Genotypic and phenotypic diversity in the noncapsulated Haemophilus infl uenzae: adaptation and pathogenesis in the human airways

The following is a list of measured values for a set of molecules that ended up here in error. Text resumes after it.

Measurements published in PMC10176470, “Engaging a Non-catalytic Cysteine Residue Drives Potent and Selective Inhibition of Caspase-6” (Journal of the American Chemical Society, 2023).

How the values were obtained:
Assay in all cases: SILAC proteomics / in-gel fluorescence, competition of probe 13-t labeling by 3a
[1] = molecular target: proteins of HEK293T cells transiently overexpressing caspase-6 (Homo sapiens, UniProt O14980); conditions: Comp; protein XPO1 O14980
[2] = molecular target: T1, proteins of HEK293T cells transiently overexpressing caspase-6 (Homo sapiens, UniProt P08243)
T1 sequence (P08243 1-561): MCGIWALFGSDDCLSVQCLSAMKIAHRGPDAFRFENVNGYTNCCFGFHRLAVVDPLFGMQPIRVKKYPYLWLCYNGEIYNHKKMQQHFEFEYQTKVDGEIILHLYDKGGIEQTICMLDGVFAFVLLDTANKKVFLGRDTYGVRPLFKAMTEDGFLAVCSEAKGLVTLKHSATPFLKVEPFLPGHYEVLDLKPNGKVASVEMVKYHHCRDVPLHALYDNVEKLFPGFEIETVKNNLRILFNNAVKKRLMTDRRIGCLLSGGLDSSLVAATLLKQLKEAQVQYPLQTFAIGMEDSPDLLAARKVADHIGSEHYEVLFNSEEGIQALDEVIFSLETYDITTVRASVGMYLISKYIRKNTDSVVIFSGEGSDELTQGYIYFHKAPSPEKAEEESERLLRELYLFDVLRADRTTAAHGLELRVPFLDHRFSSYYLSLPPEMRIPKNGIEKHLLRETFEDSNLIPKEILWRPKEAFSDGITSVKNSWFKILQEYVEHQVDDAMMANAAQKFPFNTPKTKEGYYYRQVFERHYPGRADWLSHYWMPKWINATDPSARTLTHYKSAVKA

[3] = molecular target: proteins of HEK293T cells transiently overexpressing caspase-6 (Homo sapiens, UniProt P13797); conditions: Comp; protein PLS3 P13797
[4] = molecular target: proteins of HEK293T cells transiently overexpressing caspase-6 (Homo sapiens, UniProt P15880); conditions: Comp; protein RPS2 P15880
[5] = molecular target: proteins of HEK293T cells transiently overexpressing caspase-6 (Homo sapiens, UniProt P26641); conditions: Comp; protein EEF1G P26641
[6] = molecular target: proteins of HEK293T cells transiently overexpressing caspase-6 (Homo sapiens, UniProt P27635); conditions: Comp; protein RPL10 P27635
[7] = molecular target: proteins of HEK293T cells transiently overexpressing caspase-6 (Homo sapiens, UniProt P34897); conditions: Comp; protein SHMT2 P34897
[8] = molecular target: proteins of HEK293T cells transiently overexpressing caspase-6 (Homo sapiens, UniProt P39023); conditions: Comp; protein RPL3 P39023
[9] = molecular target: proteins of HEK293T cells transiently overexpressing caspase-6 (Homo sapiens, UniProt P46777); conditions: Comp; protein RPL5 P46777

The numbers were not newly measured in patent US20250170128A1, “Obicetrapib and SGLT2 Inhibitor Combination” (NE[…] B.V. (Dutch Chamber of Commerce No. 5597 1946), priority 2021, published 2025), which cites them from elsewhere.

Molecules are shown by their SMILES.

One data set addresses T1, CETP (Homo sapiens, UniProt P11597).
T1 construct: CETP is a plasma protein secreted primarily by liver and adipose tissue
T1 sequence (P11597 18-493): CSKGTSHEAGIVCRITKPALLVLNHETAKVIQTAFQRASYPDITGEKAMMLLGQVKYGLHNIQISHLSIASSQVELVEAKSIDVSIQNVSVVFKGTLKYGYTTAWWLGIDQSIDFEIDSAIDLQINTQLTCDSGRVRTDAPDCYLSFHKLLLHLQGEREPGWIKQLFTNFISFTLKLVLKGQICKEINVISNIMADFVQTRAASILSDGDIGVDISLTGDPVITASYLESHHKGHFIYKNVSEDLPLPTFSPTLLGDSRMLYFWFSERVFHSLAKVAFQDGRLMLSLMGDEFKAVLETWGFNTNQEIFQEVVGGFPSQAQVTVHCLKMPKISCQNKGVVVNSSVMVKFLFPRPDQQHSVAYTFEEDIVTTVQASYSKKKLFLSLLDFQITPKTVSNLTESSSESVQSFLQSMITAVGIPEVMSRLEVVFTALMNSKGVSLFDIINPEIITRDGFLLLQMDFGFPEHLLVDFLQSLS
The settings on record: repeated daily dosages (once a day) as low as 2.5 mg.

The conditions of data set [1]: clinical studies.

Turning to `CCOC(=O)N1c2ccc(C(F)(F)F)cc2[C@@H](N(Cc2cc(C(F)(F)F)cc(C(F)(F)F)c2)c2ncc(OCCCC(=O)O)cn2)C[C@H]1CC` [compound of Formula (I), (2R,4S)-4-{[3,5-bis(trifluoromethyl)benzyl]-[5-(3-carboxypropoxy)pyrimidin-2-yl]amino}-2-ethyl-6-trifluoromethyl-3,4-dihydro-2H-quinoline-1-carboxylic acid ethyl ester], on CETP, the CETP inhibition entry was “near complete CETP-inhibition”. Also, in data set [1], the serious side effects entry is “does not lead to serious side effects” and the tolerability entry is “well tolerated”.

AbstractThe human respiratory tract contains a highly adapted microbiota including commensal and opportunistic pathogens. Noncapsulated or nontypable Haemophilus infl uenzae (NTHi) is a human-restricted member of the normal airway microbiota in healthy carriers and an opportunistic pathogen in immunocompromised individuals. The duality of NTHi as a colonizer and as a symptomatic infectious agent is closely related to its adaptation to the host, which in turn greatly relies on the genetic plasticity of the bacterium and is facilitated by its condition as a natural competent. The variable genotype of NTHi accounts for its heterogeneous gene expression and variable phenotype, leading to differential host-pathogen interplay among isolates. Here we review our current knowledge of NTHi diversity in terms of genotype, gene expression, antigenic variation, and the phenotypesassociated with colonization and pathogenesis. The potential benefi ts of NTHi diversity studies discussed herein include the unraveling of pathogenicity clues, the generation of tools to predict virulence from genomic data, and the exploitation of a unique natural system for the continuous monitoring of long-term bacterial evolution in human airways exposed to noxious agents. Finally, we highlight the challenge of monitoring both the pathogen and the host in longitudinal studies, and of applying comparative genomics to clarify the meaning of the vast NTHi genetic diversity and its translation to virulence phenotypes. [Int Microbiol 2012; 15(4): 157-170]
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